I often joke by saying that in business class, we’re taught to identify the value proposition of a company – its unique selling proposition (or USP). I often wonder why that necessity is not applicable to the human level – people spend their entire livelihood understanding the things around them and take little or no time to understand themselves.
Here’s what Gary Vaynerchuk (a serial entrepreneur and the CEO and founder of VaynerMedia) has to say about self-awareness: “I would create one pill that would allow people to become more self-aware. It requires understanding both your strengths or weaknesses and then choosing which path you want to go through. I’m all about going in on all your strengths and accepting all your shortcomings.”
Why is this important, and practical advice?
Consider this; you’re an extroverted person, someone who’s very outgoing, sociable, and loves talking to/connecting with people. You’re also great at sales and your personality/capabilities lean more on the creative scale, so you’re naturally more fluid in thought. If you live in a time where it’s sexy to be a software developer, or the collective convinces you that it’s a high paying job, should you make the pivot? It’s my opinion, that such a person will have much more of a difficult time succeeding in this kind of role, in the long-term (because that’s what happens, typically, when someone does something they’re naturally unfit for).
I’m not saying this to place limits on one’s capacity, quite the opposite – I’m merely highlighting an example to make the point that it might be more effective to identify ones super power and leverage it to maximize their potential. That’s how one not only succeeds, but lives a life doing something they’re happy with / passionate about.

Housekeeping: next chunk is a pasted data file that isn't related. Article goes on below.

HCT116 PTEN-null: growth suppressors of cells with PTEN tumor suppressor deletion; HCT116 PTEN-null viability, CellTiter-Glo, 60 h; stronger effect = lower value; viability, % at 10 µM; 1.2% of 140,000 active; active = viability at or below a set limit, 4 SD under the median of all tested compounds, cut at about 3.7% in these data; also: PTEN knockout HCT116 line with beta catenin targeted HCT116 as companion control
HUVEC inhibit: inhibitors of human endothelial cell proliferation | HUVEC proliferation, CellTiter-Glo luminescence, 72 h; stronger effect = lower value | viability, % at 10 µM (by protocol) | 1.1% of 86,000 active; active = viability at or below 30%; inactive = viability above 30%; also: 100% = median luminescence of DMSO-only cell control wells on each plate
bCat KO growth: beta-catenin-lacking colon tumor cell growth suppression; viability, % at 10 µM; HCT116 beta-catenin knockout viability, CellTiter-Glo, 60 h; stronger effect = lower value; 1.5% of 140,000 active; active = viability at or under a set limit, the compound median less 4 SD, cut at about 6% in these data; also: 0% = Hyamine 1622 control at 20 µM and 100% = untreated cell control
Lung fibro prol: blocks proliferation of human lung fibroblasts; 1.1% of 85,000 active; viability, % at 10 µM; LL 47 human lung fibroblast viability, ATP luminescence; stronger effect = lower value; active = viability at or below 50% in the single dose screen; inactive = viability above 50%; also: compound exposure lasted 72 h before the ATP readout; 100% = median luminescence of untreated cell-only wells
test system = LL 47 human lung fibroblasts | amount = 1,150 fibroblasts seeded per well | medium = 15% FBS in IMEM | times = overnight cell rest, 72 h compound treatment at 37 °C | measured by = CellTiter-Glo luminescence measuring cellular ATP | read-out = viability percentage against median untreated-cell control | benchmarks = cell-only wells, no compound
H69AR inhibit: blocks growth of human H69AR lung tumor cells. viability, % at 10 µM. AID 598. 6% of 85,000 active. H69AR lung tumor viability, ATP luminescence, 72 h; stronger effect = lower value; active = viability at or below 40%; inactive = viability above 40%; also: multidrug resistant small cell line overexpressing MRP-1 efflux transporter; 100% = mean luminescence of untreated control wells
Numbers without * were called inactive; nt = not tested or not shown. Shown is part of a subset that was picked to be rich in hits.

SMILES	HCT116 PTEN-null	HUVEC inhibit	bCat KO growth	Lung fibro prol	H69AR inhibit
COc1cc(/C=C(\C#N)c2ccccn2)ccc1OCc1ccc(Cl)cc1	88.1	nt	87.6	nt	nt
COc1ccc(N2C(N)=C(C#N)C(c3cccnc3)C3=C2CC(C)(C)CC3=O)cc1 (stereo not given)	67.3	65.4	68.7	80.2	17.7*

How To Achieve Self Awareness (some suggestions):
- Reflect and get to know yourself better – for me, I find activities like; meditation, exercise, talking to and learning from people, travelling, helpful in this pursuit. Different things work for different people, the point is to find something that puts you in your ‘zen’ or state of awareness and contemplation and try to get to the core of who you are.
- Ask your family & friends what they think about you – get them to list the top 5 things they like about you, and 5 things they think you can improve on.
- Test things out! – try the things you’ve been putting off, tick off some of your bucket list items, work in jobs that embody your strongest characteristics, talk to and learn from people who are already doing the things you’re interested in etc.
- Read books and learn from others – I enjoy reading the autobiographies of people I admire, as well as mind-provoking books, like The Monk Who Sold His Ferrari, The Alchemist, When Breath Becomes Air, 12 Rules To Life, are examples.
- Take a personality test – they’re not 100% accurate, I know, but they’re interesting to do and can help provide you with some generalities regarding your personality, people who are somewhat similar (will typically give examples of celebrities, politicians, businesspeople) and also highlight jobs that would be a good fit.
There’s no real framework on how to go about this, ultimately you’ll find your own way. The point of this article is to spark the thought and encourage action.